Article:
3. A clear incentive for paid membership
“One of the nice things that single sign-one has enabled,” says Ayers, “is to tie the membership scheme in well and have a clear digital pathway from free digital members to paid members.”
Leicester’s membership scheme is similar to other clubs in many ways – paid membership allows early access to tickets, and free membership allows people to watch video or listen to live audio commentary.
But where Leicester has been smarter is linking the two via the online shop. Paid members get 5% of their shop spend back as rewards, season tickets earn 10%. Free members earn these rewards, too, but crucially they are only redeemable if you are a fully paid up member. “So there may become a point,” Ayers points out, “if you’ve spent money in the shop over the season, where it becomes uneconomic not to pay for membership.”
What this means is that pathway for users may look something like this:
- Visit website and read some free content and browse the shop.
- Sign up as free member to watch video content.
- Purchase a strip in the club shop.
- Take incentive to pay for membership.
- Purchase tickets for a cup game.
Unlocking this pathway is a big bonus of single sign-on, and no doubt Leicester will optimise these journeys and club marketing over time.
The online shop
4. Content teams are liberated
All the excellent content you see on the Leicester City website is produced by internal content teams, which were beefed up in the wake of Leicester’s 2015/2016 title win.
Ayers makes some interesting points about how a legacy platform with poor UX previously impacted the content team:
“Previously, content teams produced a lot of video content that was behind the FLI subscription product, and because it was behind the paywall, the reach of the content was lower. Inevitably, [content teams] focused on the things where they got – social media, for example, which saw a huge uplift in the title-winning year. Putting content into subscription channels didn’t get as much reaction and job satisfaction can be affected.”
Though a lot of this content is still behind a free subscription on the new website, the platform now looks great, the team can present their work in a much more pleasing way using different long form articles or video formats, with much better functionality that you’d normally associate with a web publisher. Suddenly, Ayers says, “[content teams] take a lot more pride in the website.”
This means, Ayers continues, that “the quantity and quality of content has increased, with people trying new things.” Regular live broadcasts are a notable new addition, with content that feels very much like that of a major broadcaster involving past players acting as pundits.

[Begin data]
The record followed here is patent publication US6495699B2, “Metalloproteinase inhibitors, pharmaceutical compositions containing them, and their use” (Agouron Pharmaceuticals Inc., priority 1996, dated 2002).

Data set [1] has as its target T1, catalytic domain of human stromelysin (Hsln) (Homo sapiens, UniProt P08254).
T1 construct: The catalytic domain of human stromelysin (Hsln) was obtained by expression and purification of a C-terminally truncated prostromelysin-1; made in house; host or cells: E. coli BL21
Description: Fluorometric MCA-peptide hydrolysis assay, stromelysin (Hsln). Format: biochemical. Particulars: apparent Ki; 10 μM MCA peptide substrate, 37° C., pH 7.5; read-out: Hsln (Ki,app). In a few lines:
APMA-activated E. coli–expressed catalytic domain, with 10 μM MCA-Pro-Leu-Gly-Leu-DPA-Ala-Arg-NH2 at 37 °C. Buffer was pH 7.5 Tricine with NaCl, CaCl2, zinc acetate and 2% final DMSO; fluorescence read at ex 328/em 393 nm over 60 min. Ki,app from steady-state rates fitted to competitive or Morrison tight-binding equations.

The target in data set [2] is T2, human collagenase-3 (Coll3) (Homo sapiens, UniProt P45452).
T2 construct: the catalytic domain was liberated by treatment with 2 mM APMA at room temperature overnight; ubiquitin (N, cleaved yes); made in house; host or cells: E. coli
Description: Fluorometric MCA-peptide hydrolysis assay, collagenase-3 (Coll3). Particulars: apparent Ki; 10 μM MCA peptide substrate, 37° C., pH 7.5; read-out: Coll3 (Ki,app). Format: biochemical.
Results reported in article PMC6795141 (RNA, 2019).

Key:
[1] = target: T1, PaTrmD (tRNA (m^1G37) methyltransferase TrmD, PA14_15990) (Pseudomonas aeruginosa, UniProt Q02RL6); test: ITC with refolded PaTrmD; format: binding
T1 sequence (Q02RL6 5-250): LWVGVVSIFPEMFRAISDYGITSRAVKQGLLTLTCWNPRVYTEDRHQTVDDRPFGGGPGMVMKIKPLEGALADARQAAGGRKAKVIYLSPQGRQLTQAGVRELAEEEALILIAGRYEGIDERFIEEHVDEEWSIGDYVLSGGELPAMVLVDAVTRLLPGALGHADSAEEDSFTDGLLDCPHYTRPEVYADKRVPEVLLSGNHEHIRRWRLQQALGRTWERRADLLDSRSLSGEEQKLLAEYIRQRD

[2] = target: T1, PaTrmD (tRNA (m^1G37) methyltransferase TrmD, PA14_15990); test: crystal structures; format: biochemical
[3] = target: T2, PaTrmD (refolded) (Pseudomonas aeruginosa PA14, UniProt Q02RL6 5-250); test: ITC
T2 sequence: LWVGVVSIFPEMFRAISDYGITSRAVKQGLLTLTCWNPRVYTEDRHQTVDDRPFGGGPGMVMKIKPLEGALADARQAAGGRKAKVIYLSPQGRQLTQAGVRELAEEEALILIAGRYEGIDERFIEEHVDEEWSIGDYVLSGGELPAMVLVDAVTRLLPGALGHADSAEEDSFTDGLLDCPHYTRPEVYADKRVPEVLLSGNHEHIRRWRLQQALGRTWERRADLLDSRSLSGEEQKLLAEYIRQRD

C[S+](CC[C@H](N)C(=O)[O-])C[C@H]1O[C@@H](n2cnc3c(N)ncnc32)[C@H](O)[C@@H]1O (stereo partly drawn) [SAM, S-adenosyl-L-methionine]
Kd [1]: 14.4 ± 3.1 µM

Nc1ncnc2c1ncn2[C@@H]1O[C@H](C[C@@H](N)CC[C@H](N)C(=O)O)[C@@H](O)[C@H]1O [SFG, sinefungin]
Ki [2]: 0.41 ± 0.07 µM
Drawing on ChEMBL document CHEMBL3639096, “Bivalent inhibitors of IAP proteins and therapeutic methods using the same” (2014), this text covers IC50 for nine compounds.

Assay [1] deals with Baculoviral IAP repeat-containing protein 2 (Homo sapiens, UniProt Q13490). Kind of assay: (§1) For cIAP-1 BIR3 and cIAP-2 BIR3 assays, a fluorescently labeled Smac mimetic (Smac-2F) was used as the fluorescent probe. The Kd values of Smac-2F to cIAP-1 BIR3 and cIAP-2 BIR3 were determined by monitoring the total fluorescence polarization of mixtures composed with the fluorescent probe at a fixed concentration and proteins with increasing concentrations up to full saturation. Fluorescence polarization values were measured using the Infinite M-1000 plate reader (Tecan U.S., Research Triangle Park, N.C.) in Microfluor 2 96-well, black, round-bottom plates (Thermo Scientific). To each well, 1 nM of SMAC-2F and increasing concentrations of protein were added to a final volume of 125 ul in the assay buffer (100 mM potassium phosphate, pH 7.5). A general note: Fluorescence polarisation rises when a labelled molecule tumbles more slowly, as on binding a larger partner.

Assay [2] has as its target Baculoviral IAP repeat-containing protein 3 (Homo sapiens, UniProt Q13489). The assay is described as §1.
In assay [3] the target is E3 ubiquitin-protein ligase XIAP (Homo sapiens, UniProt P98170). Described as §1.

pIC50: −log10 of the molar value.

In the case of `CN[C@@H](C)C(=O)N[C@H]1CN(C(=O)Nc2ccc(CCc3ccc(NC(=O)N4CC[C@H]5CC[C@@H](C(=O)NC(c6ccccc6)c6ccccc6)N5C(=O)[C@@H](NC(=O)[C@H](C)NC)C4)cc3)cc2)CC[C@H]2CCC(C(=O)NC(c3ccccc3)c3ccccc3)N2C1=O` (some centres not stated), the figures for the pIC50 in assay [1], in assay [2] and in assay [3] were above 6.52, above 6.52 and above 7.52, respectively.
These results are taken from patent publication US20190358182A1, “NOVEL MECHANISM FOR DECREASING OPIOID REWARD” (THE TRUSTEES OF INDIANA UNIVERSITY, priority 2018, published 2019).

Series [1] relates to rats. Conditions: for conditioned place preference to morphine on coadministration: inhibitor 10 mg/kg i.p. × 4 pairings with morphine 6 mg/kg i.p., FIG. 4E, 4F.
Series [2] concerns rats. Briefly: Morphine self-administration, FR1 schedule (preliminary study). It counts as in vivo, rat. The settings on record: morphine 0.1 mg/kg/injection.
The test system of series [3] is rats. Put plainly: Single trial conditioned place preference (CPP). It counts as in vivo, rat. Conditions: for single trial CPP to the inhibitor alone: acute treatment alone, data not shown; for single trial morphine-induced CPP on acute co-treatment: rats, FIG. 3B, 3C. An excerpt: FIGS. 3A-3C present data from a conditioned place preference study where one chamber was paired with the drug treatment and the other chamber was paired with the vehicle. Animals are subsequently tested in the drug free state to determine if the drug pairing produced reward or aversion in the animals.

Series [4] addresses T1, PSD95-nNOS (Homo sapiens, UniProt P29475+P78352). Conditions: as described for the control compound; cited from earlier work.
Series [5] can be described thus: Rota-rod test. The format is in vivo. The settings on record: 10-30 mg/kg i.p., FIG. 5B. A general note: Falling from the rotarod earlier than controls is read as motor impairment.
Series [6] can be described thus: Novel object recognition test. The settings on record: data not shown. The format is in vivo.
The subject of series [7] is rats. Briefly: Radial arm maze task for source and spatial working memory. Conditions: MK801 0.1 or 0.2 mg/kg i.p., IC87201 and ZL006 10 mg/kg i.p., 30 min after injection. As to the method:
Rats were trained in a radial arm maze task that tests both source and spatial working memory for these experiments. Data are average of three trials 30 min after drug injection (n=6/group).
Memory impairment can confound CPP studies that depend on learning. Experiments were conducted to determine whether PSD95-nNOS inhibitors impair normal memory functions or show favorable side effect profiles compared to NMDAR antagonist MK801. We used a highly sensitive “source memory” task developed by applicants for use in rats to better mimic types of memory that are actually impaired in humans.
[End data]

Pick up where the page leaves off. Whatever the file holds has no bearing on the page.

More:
There’s a knock-on effect that this has around the club. Ayers cites the example of access to first team players: “Players have lots of commitments. It can be the case that players are less interested in club internal channels if they don’t look great. Whereas now they are more likely to appreciate them. It’s a win-win, the website benefits and the players benefit.”
Improved video content
Professional review programmes hosted by ex-players now tempt free registration
5. Mobile is converting
Some early stats for you now.
- Old ecommerce store: 53% traffic was mobile, 20% of revenue was mobile
- New ecommerce store: 57% traffic is mobile, 38% of revenue is mobile
Obviously, Ayers says, “this was expected, given the comparison of functionality between the old and new ecommerce sites.”
“Historically,” Ayers adds, “football ecommerce sites have been an afterthought. For example, the old Leicester shop used to offer only one delivery method – next day courier at £6 – now it offers Royal Mail, too.” This is what customers expect and will of course have a bearing on overall conversion.
A site with good UX on mobile is vital for convincing customers to buy when in the moment on the smaller device.
6. Leicester will be able to capitalise on Blue Friday and Christmas
Success on the pitch has had a big impact online for Leicester City. Ayers tell me the club shot up close to the top six Premier League clubs for social media engagement and followers.
And though he admits it “would have been nice to have the new website in place” during the title-winning season and the following Champions League campaign, Ayers says “they still did very well on Blue Friday,” the club’s version of Black Friday.
The hope is that the new website will allow even more sales on these important holidays in 2017, as the functionality and resilience of the platform will help the club meet demand efficiently.
Seven League and Leicester City FC’s list of vendors for the new website platforms:
- Pulselive built the LCFC.com site
- Digital Boutique built the ecommerce site
- TopTix built the ticketing and hospitality site
- Sports Alliance manage the data warehouse, CRM platform and business intelligence that comes from that
- PCS Technology provide the fanstore retail systems and stock control.